That’s the basis of a board game from Danielle Lewis called Tell Mommy, which purports to help parents root out ugly secrets of sexual abuse. The game was developed by Lewis’ mother, Camille Cooper, in 1983, but never distributed. Now, two years after Cooper’s death, the Long Beach–based Lewis has resurrected Tell Mommy on the Internet (sales price: $49.99).
The game includes 65 question cards exploring topics of abduction, divorce and molestation through vivid scenarios featuring characters including relatives, clergymen, grocers, teachers or police officers. There are also blank cards for parents to make up their own questions and a note pad for jotting down answers. Reward coupons promise the child a movie or a cookie. Penalty cards threaten extra household chores.
Sample question: What would you do if an uncle kissed you in a way that made you feel uncomfortable? “Right” answer: Give him hugs only, and tell Mommy.
“My mother was molested by her stepfather,” says Lewis, explaining the impetus for the game. “My favorite uncle, on one occasion in play, made an attempt to kiss and touch me inappropriately. I covered it up . . . It is this type of situation many children find themselves in.”
The problem is, the game would probably hurt more kids than it would help, experts say.
“We want to stop sexual abuse of children. We don’t need to create more problems with leading questions and false memories,” says Thomas Hicklin, assistant professor of clinical psychiatry in the behavioral-sciences unit at USC.
Although the game begins with the child reciting a Pledge of Truth (“On my honor I promise to try never to ever tell a lie . . . If someone tells me to tell Mom a lie or keep secrets from her so they can get by . . . I won’t let them trick me, I’ll always say no”), Tell Mommy would also damage a child’s credibility in court, USC law professor Tom Lyon says.
“It is easy to imagine that a family-court judge would look very skeptically on allegations if it was found out that the child was playing the game. It creates this appearance of suggestion,” says Lyon.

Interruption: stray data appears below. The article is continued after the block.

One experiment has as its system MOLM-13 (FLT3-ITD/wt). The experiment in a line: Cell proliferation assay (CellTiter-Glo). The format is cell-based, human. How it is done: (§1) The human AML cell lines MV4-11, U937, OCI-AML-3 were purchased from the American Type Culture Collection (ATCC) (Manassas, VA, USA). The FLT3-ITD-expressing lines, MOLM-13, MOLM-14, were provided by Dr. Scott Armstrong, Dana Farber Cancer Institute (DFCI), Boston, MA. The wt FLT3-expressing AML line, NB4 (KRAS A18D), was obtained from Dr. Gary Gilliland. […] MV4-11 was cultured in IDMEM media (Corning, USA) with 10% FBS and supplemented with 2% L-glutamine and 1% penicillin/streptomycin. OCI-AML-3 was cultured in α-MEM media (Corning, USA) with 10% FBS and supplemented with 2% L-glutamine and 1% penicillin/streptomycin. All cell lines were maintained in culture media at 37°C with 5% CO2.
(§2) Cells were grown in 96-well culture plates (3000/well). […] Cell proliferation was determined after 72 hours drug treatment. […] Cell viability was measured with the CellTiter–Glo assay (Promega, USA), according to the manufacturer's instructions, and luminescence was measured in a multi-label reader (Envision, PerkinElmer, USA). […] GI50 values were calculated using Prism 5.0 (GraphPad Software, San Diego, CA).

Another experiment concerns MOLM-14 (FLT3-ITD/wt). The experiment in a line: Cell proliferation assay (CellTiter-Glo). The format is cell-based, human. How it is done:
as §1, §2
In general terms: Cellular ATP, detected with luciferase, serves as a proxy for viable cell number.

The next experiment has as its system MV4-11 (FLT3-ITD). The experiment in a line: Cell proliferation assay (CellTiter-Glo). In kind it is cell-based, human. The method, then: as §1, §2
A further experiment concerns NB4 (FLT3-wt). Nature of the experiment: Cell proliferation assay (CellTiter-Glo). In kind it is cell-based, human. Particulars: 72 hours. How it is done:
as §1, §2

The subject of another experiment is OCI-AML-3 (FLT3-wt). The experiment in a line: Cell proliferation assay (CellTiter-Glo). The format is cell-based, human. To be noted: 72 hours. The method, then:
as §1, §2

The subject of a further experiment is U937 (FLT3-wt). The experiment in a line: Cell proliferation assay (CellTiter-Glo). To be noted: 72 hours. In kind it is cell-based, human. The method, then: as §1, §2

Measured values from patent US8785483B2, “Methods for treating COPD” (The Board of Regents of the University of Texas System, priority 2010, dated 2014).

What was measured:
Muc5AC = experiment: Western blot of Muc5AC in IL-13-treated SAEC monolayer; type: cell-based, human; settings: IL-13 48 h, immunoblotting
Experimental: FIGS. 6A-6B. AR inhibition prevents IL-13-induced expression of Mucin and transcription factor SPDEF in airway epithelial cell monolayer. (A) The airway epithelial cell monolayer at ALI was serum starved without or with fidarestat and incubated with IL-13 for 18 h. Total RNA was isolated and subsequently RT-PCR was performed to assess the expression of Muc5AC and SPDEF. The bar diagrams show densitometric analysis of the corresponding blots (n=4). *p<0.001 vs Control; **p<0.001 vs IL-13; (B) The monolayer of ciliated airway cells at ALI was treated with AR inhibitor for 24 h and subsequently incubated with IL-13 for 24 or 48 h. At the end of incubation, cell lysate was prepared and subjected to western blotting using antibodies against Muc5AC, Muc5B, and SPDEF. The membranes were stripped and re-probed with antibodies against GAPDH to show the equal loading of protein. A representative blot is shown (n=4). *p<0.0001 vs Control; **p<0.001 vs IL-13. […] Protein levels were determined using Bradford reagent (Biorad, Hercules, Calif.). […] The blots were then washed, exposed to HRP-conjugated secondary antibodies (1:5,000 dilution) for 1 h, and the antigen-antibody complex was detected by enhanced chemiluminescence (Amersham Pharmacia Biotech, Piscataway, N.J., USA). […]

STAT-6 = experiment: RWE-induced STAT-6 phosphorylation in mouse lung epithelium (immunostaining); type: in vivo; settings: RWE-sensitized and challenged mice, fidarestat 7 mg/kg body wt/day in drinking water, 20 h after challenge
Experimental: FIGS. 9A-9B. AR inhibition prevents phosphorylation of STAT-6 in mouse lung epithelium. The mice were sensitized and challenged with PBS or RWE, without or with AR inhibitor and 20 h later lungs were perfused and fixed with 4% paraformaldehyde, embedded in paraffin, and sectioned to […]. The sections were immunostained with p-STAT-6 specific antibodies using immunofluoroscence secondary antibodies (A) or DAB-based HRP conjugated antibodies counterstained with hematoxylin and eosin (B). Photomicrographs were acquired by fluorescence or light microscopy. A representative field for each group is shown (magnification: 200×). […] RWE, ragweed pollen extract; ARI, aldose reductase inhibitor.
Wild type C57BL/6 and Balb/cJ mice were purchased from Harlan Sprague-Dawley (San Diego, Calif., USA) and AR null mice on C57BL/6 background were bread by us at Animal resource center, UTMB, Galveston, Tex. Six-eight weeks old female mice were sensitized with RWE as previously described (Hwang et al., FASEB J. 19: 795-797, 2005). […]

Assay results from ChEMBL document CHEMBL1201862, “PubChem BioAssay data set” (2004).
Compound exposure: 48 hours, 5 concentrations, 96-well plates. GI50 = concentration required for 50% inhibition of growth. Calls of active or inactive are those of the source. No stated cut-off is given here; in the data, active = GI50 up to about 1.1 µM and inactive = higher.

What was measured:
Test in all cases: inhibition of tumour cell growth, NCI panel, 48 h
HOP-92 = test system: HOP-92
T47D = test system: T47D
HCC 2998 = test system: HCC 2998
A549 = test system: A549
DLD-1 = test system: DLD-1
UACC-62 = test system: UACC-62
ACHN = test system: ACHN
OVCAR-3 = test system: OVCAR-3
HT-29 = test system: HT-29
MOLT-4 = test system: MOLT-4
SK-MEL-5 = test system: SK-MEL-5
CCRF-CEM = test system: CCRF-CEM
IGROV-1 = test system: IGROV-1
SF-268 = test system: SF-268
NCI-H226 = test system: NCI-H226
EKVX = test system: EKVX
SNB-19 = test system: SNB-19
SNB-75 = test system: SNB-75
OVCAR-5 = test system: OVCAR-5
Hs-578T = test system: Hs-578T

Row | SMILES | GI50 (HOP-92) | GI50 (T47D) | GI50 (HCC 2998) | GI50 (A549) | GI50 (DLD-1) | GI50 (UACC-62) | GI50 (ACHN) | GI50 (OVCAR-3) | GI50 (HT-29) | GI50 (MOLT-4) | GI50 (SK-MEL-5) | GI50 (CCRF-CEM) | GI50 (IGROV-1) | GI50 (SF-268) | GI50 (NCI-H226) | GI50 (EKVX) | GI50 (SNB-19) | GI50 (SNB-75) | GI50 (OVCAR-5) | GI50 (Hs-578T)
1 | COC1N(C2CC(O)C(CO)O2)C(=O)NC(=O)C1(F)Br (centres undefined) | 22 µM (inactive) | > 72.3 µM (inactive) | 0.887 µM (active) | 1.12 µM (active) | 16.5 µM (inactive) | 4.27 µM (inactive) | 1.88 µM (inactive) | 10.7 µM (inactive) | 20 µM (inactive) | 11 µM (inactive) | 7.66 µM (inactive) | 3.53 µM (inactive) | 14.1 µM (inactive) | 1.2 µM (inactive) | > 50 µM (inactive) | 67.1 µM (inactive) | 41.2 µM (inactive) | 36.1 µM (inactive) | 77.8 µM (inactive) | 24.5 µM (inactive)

But Lewis insists that parents need all the help they can get. “We want to give mothers a way to be able to get information on the sly or in a nonthreatening way,” she says.
How reticent was the United States Postal Service to bump first-class postage from 33 cents to 34? Last December 5, the USPS Board of Governors voted “under protest” to institute a penny increase effective January 7, generating an extra $1 billion a year in revenues. The service had projected a $199 million operating loss for 2000, and fears future inroads from e-mail.
Seems one local commissar disliked the rate hike even more than the reluctant Washington secretariat. After Christmas, a one-page brochure was mass-mailed to Los Angeles homes, offering “Stamps by Mail” — 33-cent stamps, that is. “Save Time. Save a Trip. Order Now!” the flier urged, notwithstanding that the new, 34-cent stamps had been on sale for nearly two weeks. The offer included April 2000–issue commemoratives that were not only superseded by the forthcoming rate change but were completely unavailable. The post office had already run out of them.
Was there a coded message here? Regrettably, no, says USPS spokesman Larry Dozier. “I can tell you what happened. Someone responsible for sending them out at a specific time was just trying to get them out,” Dozier says. Translation: The post office didn’t want to have a stack of old-rate first-class postage piled up, so, to beat its own deadline, the dated tout sheet was mailed.